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The history of women in prisons


This research presents a revisionist prison history which brings to the forefront the relationship between gender and policy. It examines women’s prisons in England from the late 18th century to the beginning of the 20th century, drawing attention to the detrimental effect the orthodox closed prison has on penal reform.

The project investigates the clash between what was conceptualised as desirable prison policy and the actual implementation and implications of such a penalty on the prisoner. It challenges previous claims made about the invisibility of women prisoners in historical penal policy, and provides an original analysis of the open prison, taking HMP Askham Grange as a case study, where the history of such an initiative is explored and debated. The project’s findings were used to inform a collaboration with two artists which resulted in an exhibition illustrating the impact of incarceration on women prisoners (see Outputs and Outcomes below). 


The object of this research study is threefold: to construct a historiography of women’s prisons, to assess the experimental nature of imprisonment, and to argue that the ‘reformation of the prisoner’ is a myth.

There has been little research that has shed new light or that has challenged previous claims made by historical studies on the development of women’s prisons. I argue that unchallenged historiographies of female imprisonment has led to a stagnation in the discipline; historical findings not only cast doubt on the discourse of women offenders’ invisibility, but their examination also suggests a possible contribution that the population of women prisoners had in shaping mainstream prison policy.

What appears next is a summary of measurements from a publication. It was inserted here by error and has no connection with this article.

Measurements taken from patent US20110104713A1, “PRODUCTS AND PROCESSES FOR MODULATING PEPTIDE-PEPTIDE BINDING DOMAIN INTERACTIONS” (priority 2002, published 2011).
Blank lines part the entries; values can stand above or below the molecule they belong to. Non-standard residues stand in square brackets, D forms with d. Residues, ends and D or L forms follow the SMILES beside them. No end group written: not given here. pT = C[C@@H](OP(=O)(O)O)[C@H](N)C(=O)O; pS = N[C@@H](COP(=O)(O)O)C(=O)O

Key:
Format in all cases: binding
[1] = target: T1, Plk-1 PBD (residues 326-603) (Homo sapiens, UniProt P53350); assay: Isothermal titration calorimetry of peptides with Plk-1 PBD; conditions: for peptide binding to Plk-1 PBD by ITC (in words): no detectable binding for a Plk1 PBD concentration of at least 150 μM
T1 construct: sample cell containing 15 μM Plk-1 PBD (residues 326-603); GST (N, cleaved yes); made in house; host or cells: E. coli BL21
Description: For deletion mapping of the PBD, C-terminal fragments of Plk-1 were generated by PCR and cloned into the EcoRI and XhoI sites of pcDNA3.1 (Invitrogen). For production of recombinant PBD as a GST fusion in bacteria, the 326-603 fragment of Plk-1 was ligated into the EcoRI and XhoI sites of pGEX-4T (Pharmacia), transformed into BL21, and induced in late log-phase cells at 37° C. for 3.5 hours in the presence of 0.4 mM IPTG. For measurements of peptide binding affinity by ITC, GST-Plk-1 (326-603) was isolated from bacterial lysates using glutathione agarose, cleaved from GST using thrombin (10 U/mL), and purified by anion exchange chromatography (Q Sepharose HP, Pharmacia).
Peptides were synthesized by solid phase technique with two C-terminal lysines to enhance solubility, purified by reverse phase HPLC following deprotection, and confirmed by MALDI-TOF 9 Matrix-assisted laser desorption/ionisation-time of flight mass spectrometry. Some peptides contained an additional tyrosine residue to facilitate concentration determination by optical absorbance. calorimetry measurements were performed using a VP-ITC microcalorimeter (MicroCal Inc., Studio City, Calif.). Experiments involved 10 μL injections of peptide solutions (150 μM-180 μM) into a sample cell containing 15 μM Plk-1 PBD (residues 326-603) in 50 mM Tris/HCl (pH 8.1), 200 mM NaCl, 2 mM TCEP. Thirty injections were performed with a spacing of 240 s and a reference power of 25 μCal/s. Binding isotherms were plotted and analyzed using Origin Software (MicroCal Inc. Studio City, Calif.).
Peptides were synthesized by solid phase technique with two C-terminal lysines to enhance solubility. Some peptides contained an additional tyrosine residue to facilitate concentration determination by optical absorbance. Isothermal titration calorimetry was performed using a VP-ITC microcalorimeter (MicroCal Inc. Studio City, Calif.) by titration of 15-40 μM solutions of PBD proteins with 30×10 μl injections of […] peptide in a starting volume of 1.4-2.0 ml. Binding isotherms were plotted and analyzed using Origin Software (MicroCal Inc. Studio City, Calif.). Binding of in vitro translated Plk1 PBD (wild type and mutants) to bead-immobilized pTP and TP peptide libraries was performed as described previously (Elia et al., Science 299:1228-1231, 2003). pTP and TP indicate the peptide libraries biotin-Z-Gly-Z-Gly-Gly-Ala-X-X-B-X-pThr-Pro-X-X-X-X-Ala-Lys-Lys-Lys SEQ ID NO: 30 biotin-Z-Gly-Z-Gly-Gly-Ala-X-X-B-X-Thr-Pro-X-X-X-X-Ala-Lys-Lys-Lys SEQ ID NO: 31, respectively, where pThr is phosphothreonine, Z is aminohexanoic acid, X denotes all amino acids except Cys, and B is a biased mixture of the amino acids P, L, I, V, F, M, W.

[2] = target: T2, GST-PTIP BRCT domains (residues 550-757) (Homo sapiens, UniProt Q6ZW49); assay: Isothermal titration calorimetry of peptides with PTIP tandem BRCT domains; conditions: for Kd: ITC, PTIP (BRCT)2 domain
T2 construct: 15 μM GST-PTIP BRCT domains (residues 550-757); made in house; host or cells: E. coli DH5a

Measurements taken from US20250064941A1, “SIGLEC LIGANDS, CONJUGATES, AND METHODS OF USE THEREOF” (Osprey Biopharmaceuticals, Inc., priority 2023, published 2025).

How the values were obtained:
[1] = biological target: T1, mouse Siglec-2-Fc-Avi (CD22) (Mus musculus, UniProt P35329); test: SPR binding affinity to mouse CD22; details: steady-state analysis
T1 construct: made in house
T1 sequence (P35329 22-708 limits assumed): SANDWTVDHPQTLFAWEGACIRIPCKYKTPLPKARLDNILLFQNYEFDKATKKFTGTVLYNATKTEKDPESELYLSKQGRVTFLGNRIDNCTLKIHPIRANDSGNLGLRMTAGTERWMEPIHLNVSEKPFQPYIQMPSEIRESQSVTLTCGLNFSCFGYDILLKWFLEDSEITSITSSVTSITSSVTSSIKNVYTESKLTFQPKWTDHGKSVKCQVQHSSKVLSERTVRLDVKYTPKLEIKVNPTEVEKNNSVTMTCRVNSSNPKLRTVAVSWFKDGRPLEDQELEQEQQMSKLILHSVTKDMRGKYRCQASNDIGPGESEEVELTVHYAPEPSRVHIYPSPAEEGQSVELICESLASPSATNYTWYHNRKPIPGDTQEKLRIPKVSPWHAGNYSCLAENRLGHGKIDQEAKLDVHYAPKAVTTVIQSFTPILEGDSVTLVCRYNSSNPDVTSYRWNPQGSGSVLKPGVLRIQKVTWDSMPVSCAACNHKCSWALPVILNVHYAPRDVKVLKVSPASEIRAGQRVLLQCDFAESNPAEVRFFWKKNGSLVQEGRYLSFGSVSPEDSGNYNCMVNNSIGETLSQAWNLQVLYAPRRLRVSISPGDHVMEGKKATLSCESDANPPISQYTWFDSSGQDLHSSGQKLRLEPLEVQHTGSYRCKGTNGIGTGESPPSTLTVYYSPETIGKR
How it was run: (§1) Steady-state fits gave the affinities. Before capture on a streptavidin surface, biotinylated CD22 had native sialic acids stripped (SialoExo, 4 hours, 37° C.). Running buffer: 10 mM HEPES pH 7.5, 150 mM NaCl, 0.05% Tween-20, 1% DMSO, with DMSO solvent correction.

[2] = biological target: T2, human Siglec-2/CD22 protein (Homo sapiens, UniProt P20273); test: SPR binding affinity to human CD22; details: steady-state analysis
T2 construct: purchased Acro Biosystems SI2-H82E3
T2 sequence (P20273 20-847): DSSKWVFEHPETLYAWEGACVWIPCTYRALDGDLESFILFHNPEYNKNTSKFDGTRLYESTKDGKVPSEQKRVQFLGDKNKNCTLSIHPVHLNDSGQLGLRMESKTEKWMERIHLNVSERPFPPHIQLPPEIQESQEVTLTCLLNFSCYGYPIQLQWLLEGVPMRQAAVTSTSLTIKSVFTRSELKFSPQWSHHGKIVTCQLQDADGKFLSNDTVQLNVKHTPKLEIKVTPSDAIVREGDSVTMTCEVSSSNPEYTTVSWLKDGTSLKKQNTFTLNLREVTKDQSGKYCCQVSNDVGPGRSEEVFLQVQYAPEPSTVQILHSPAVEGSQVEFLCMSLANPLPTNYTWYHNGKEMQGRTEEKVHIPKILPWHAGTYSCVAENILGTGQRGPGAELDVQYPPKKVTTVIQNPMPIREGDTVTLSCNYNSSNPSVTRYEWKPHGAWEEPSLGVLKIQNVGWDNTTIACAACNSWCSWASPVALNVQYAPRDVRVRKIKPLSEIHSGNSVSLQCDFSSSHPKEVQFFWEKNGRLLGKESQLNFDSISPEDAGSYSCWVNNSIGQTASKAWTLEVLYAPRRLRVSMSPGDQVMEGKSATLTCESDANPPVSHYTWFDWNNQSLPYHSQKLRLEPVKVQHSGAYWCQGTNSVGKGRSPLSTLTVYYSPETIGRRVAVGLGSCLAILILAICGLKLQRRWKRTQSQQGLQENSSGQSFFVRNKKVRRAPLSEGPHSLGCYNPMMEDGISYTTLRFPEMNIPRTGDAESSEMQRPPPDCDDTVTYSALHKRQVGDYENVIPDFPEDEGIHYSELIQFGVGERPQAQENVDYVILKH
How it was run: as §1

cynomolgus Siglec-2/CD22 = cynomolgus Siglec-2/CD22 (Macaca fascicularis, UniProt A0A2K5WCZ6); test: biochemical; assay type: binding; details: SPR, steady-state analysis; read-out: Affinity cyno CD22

Moreover, this study explores the experimental nature of the prison penalty. I argue that this issue has caused the prison system to experience a permanent state of crisis: the crisis reflects the clash between what was conceptualised in penal discourse as desirable prison policy and prison regime, against the actual implementation and implications of such a penalty on the prisoner. Despite this crisis, however, the prison system has become firmly embedded in the fabric of society.

Lastly, prison discourses have developed the understanding that ‘reformation’ stands for the process through which the prisoner is rehabilitated or ‘untrained’ from her criminal or deviant tendencies, thus facilitating social integration as a ‘new’ law-abiding citizen. However, this historical examination reveals that although ‘reformation’ came to be seen as one of the core aims of imprisonment, in reality, its implementation was almost impractical. This argument is supported through the following three examinations: first, an assessment of the experimental nature of imprisonment as a primary penalty; second, an assessment of the policy of training; and finally, an assessment of the role and function of the open prison within the context of mainstream prison policy.


  • “A History of Women’s Prisons: an artwork exhibition” in the Crypt Gallery, London, 24 May - 2 June 2019. A collaboration with artists Noriko Hisazumi and Fabiana Vigna, the aim of the exhibition was to problematise imprisonment through visual representation, and its theme was the reform of the prisoner during nineteenth-century England. The artwork drew upon Dr Menis’ crimino-legal history research, focusing on the emotional tension between the penal aim of reformation and the effects it may have had on the prisoner; and Dr Menis contributed the explanatory notes for the exhibition catalogue. The exhibition was made possible by the award of an Art Council National Lottery Project Grants of £3380; and funding from Birkbeck School of Law Research Committee.